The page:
Officials in Cambodia, meanwhile, say 2 recent H5N1 cases do not appear to reflect human-to-human transmission.
Mountain lions, a bobcat, red foxes, black bears, and skunks represent the latest avian flu cases in mammals.
The clade that infected the two Cambodians has been circulating in Southeast Asia for almost a decade, resulting in sporadic human cases.
In a related development, WHO experts recommended a new H5N1 candidate vaccine virus, while noting that current stocks are a good match against circulating viruses.
Infections are rare and can be severe or fatal, but so far scientists don't see genetic changes that pose an increased threat to people.
Argentina, Bolivia, Guatemala, and Uruguay reported their first highly pathogenic H5N1 detections in different wild bird species.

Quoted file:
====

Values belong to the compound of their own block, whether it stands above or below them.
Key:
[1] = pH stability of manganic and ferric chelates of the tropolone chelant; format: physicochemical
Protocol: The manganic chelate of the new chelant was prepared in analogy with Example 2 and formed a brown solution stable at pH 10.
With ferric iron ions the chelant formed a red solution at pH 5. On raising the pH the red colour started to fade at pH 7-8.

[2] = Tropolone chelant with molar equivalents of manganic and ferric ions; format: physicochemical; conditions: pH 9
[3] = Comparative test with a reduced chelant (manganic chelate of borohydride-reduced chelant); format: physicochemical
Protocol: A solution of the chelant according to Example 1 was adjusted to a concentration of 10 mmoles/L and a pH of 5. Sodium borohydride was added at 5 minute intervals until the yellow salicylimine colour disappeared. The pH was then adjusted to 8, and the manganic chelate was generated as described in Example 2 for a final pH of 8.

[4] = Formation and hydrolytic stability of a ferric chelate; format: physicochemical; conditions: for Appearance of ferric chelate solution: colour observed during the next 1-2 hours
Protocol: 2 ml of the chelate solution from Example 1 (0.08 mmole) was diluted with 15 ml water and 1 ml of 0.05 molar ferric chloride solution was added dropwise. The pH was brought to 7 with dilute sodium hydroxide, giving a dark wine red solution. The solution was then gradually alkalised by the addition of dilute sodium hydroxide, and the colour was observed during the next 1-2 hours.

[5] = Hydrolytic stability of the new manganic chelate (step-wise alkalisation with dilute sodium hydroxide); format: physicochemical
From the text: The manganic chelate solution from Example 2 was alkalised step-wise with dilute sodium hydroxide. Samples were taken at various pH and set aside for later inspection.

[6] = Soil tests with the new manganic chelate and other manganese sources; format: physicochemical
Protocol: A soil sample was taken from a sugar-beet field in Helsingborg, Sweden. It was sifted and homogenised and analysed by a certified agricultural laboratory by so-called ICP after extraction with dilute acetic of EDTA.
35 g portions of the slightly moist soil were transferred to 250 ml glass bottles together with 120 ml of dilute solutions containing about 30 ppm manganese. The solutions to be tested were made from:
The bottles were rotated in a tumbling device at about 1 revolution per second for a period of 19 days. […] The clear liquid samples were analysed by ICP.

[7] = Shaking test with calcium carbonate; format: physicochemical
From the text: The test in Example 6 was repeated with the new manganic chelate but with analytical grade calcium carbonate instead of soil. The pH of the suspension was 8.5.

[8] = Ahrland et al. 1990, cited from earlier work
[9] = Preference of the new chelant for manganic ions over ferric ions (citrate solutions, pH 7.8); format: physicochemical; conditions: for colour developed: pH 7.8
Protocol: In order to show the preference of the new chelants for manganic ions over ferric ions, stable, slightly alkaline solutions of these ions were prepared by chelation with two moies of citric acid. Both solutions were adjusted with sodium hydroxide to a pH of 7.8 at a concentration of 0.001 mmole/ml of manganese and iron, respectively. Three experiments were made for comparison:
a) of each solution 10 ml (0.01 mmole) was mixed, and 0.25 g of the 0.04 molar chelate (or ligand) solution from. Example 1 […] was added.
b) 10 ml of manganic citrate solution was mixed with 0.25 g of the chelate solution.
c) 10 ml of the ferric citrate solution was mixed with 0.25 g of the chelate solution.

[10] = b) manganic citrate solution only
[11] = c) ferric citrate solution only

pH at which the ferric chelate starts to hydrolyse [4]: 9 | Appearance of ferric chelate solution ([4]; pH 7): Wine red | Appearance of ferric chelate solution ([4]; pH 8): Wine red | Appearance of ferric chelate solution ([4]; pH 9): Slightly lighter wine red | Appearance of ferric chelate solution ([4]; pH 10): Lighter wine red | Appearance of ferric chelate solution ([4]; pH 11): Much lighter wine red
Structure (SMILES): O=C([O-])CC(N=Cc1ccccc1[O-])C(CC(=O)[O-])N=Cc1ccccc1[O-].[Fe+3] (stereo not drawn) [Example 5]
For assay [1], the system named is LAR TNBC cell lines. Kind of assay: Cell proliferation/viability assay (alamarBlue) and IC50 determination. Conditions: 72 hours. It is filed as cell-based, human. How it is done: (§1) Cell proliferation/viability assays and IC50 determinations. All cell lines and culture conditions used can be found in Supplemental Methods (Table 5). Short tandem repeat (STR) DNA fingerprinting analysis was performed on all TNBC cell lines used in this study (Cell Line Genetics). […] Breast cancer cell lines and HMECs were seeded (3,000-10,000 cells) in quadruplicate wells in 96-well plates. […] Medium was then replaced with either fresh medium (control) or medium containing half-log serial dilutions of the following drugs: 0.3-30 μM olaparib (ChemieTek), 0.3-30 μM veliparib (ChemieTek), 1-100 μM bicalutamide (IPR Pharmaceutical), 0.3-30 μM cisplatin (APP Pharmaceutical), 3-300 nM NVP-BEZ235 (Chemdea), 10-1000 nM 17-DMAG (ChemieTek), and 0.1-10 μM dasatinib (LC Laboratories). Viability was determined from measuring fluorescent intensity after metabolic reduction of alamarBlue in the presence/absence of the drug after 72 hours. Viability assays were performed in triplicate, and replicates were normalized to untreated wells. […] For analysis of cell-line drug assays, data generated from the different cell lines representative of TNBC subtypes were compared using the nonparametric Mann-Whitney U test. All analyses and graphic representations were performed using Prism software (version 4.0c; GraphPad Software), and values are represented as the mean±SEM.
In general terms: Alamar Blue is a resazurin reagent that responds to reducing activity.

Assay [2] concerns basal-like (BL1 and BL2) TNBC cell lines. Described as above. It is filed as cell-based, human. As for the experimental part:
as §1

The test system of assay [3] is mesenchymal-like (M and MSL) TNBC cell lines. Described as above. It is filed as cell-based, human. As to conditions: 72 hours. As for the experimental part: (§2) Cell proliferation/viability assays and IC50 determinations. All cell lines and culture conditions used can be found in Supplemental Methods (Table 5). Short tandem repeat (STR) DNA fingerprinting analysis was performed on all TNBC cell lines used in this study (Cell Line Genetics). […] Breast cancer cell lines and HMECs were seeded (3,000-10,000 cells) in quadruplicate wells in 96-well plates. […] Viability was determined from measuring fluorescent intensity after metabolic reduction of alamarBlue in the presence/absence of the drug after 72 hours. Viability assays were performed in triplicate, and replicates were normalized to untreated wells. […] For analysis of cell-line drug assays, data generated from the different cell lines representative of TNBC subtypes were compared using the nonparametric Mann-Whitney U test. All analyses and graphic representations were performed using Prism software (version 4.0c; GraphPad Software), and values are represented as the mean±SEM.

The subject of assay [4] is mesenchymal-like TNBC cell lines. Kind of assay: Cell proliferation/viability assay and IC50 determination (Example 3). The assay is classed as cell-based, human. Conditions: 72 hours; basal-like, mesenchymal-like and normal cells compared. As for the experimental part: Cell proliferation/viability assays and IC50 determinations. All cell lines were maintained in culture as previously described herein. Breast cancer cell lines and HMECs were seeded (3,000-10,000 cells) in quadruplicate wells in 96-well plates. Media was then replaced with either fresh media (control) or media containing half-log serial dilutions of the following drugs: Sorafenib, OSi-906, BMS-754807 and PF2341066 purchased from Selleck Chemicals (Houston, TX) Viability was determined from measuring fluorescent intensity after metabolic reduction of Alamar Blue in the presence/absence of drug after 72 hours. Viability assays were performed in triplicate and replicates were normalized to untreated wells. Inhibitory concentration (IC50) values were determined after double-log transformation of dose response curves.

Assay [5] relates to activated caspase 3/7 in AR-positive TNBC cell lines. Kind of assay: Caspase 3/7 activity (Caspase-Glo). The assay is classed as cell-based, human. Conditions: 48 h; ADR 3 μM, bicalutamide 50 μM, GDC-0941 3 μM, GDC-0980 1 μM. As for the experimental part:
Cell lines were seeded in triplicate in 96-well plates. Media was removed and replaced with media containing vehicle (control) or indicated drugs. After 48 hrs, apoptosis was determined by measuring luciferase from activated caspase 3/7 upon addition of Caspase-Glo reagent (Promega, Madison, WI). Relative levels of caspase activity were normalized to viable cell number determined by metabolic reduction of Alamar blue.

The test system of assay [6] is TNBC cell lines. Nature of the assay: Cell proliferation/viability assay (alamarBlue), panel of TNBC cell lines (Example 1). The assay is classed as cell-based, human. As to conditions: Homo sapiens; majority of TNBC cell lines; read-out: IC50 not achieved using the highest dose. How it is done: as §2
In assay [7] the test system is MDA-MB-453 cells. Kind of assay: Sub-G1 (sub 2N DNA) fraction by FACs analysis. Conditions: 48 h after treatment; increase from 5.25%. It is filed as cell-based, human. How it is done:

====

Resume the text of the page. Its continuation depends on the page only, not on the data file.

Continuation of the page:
Species include skunk, raccoon, bobcat, red fox, grizzly bear, black bear, tiger, and mountain lion.
In Cuba, the virus struck wild birds that inhabit a zoo in Havana.
The World Organization for Animal Health notes increasing detections in mammals in recent months, which warrants close monitoring.
The UK mammal H5N1 findings include foxes and otters, part of ongoing detections in mammal species alongside outbreaks in poultry and wild birds.